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Date Permissions Signed
Date of Award
Master of Arts (MA)
Alper, Donald K.
Johnson, Vernon Damani
On July 2, 2003 the International Olympic Committee (IOC) announced it had chosen Vancouver/Whistler, British Columbia, Canada as the host city for the 2010 Winter and Paralympic Games. The 2010 Games were Canada's first since the City of Calgary hosted the 1988 Winter Olympic Games and were the first time Vancouver had ever hosted the Olympics. The Games were an opportunity for Vancouver, Whistler, and British Columbia to showcase their cities and their region. With an expected 3 billion people from around the world tuning in to watch the Games, planners and organizers were extremely cognizant of the opportunities and challenges they faced. Of the many challenges faced by planners is the proximity of the Games to the U.S. -- Canada border. Richmond, one of the venues in Vancouver where some of the 86 winter sporting events were held, is only 31 miles from U.S. territory. This obviously presented logistical challenges in terms of transportation, subcontracting, construction, etc. However, it also presented a security challenge as well. With over 250,000 visitors expected, not to mention the previously mentioned 3 billion people watching on T.V., the Olympics are largely considered a possible target for terrorists. In fact, during at least two Olympics, terrorists have attacked. At the 1972 Munich Games, 11 athletes were killed when terrorists took a group of Israeli athletes hostage, and in 1996 at the Atlanta Games, a bomb was detonated by Eric Robert Rudolph in Centennial Olympic Park killing two and injuring 111. In fact, between 1972 and 2004, there have been 168 terrorist attacks related to sporting events (Zekulin, 2009, 1). Additionally, plans needed to be put in place to ensure the public's safety should a national disaster take place. With a number of cities, towns, counties, a U.S. state, a Canadian province, and two sovereign national governments involved, security planning would be difficult. To complicate matters, there has not been much -- if any--precedence for robust cross-border, regionally-focused security planning. While there is academic literature describing cross-border transportation and environmental planning, for example, security cooperation has continued to remain almost exclusively a function of the federal government and thus absent from the literature of cross border regionalism. This is particularly true of the US-Canada security relationship. The coordination in planning for the 2010 Games internationally as well as nationally was an interesting challenge for the Pacific Northwest region -- also known as the Cascadia Region. The region before, during and after the Games faced security threats, job creation opportunities and transportation challenges and planning and preparation in a coordinated fashion between government agencies would be critical. This thesis describes cross border security cooperation during the 2010 Olympics and through an analysis of the literature on cross border regionalism develops an explanation for why, in this particular instance, there was notable cross-border coordination within the Cascadia region leading up to the 2010 Games. Since the attacks of September 11, 2001, security cooperation between the U.S. and Canada has been challenging. To have such robust coordination that is led by regional leaders is notable. The following paper provides some background on the 2010 Games, outlines what could be explanations for the cross-border security coordination seen leading up to the Games, and briefly discusses literature on cross-border regionalism that could help answer the question of why, in this particular instance, there has been cross-border cooperation that was led by regional leaders and implemented by federal, state, and local government officials. The particular optics for the following review will be from a U.S. perspective and not a Canadian one. While this paper discusses some of the efforts made by Canadians to plan the Games, the focus of this paper is on the U.S. efforts to support the Canadian 2010 Olympic planners and how U.S. security officials coordinated with their Canadian counterparts -- and with each other. Specifically, this thesis intends to investigate why cross-border coordination occurred in this region at this time for this particular event. So much has been written about challenges faced by both the US and Canada on cross border issues including immigration, security planning post 9/11, drug smuggling, gun issues, and others. However, cross-border collaboration and cooperation on security planning for the Games was notable and could provide new insight to cross-border relationships. A contention underlying this study is that because political authorities at the federal, state, and local levels have different interests regarding cross-border regional planning, there are fundamental challenges to cross-border coordination. However, when interests match, as many did in the preparation for the 2010 Games, there is more of a likelihood of cross-border coordination such as we've seen in the planning of the 2010 Olympics in Vancouver. Specifically, because the Cascadia region has historically seen a lot of cross-border collaboration, that security planners in the region were more willing to collaborate internationally with each other. And, without a strong federal government presence dictating the terms, subnational groups took the lead in ensuring the Games would be safe and secure.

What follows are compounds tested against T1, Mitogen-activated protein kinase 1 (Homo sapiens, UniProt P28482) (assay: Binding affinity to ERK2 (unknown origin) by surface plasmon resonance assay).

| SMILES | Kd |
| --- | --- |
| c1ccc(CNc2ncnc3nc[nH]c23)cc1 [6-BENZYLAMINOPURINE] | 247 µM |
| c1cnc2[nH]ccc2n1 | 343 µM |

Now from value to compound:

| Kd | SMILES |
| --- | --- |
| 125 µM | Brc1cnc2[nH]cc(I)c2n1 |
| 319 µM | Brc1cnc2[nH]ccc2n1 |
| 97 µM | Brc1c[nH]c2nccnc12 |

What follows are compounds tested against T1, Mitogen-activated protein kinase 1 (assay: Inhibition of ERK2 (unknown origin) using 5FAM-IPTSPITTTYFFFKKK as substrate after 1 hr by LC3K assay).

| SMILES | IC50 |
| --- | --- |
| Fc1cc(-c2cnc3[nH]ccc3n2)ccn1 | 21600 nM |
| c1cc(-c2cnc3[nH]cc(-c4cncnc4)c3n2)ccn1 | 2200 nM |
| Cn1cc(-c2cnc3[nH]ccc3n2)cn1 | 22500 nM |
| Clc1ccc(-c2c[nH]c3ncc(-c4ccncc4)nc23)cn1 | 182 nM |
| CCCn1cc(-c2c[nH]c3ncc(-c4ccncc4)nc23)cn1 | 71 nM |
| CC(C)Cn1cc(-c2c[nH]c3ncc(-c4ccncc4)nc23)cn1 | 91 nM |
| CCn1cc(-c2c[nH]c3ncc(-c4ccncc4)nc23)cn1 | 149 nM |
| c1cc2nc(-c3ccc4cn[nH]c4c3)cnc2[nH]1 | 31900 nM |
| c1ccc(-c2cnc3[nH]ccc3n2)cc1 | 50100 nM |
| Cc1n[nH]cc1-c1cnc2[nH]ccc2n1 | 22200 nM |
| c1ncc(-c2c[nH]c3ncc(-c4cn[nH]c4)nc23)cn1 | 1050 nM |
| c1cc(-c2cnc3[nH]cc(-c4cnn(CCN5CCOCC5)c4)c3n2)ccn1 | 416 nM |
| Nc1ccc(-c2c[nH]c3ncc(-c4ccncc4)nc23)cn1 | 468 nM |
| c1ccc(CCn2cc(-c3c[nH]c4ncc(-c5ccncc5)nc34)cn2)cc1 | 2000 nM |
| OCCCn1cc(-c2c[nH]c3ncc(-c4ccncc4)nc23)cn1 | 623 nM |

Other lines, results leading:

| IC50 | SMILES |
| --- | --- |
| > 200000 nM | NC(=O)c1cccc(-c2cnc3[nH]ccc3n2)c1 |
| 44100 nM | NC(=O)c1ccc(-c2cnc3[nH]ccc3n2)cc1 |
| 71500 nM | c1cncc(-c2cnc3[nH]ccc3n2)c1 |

Western Washington University
Vancouver (B.C.); United States; Canada
Copying of this thesis in whole or in part is allowable only for scholarly purposes. It is understood, however, that any copying or publication of this thesis for commercial purposes, or for financial gain, shall not be allowed without the author's written permission.
MacSlarrow, Jasper, "Planning for the 2010 Winter Olympics and Paralympics in Vancouver, Whistler, British Columbia: a case study on cross-border collaboration" (2010). WWU Masters Thesis Collection. 78.